Exercise helps to suppress cancer
Exercise may be a key weapon in cancer patients’ battle against the disease, according to a new study conducted by Edith Cowan University (ECU) and published in the journal Medicine & Science in Sports & Exercise. This is because exercise causes muscles to secrete proteins called myokines into our blood; researchers from ECU’s Exercise Medicine Research Institute have learned these myokines can suppress tumour growth and even help actively fight cancerous cells.
A clinical trial saw obese prostate cancer patients undergo regular exercise training for 12 weeks, giving blood samples before and after the exercise program. The researchers then took the samples and applied them directly onto living prostate cancer cells.
“The patients’ levels of anti-cancer myokines increased in the three months,” said study supervisor Professor Robert Newton.
“When we took their pre-exercise blood and their post-exercise blood and placed it over living prostate cancer cells, we saw a significant suppression of the growth of those cells from the post-training blood.
“That’s quite substantial, indicating chronic exercise creates a cancer-suppressive environment in the body,” Prof Newton said. The results help explain why cancer progresses more slowly in patients who exercise, he added.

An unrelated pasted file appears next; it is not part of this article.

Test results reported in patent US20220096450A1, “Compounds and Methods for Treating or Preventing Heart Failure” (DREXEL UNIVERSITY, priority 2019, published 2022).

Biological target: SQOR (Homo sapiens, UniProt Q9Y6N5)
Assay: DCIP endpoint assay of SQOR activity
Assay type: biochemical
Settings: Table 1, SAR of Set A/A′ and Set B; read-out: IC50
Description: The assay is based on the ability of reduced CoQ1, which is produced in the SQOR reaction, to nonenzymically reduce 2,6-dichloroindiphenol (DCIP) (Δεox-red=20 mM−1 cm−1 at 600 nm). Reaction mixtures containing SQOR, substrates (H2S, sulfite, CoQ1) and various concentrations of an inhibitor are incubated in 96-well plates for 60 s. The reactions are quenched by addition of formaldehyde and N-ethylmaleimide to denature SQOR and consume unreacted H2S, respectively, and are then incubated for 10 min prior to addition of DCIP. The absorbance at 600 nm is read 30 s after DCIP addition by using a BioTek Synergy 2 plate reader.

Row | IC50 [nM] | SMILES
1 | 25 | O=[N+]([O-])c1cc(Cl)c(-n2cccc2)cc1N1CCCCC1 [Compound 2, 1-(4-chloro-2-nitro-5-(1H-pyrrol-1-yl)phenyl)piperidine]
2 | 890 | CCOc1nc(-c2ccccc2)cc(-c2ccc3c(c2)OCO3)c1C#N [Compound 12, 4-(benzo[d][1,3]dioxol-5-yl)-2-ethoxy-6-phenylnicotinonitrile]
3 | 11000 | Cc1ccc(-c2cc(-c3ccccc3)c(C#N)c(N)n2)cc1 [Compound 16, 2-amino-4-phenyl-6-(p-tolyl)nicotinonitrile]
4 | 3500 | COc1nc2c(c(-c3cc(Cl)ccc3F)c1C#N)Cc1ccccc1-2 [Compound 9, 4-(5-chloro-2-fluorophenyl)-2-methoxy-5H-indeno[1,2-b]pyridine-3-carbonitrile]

PhD candidate and research lead Jin-Soo Kim said while myokines could signal cancer cells to grow more slowly — or stop completely — they are unable to kill the cells by themselves. However, he said myokines can team up with other cells in the blood to actively fight cancer.
“Myokines in and of themselves don’t signal the cells to die,” Kim said.
“But they do signal our immune cells — T cells — to attack and kill the cancer cells.”
Prof Newton said exercise also complements other prostate cancer treatments such as androgen deprivation therapy (ADT), which is both effective and commonly prescribed but can also lead to significant reduction in lean mass and an increase in fat mass — which can result in sarcopenic obesity (being obese with low muscle mass), poorer health and cancer outcomes. The ECU study participants were undergoing ADT and were obese, with the training program seeing them maintain lean mass while losing fat mass.
The study focused on prostate cancer due it being the most common non-skin cancer among men and the high number of patient fatalities; however, Prof Newton said the findings could have a wider impact.
“We believe this mechanism applies to all cancers,” he said.
ECU is now carrying out further studies, including a trial where patients with advanced-stage prostate cancer are put through a six-month exercise program. Though results are still pending, Prof Newton said the preliminary findings are encouraging.
“These men have high disease burden, extensive treatment side effects and are very unwell, but they still can produce anti-cancer medicine from within,” he said.
“It’s important as it may indicate why men even with advanced cancer, if they’re physically active, don’t succumb as quickly.”
Researchers have discovered how to repurpose a molecule called PBT2 to break bacterial resistance...
Scientists at the Salk Institute have uncovered a neural network in the brain that coordinates...
While drinking in the sun may cause your skin to burn more easily, alcohol drinkers in general...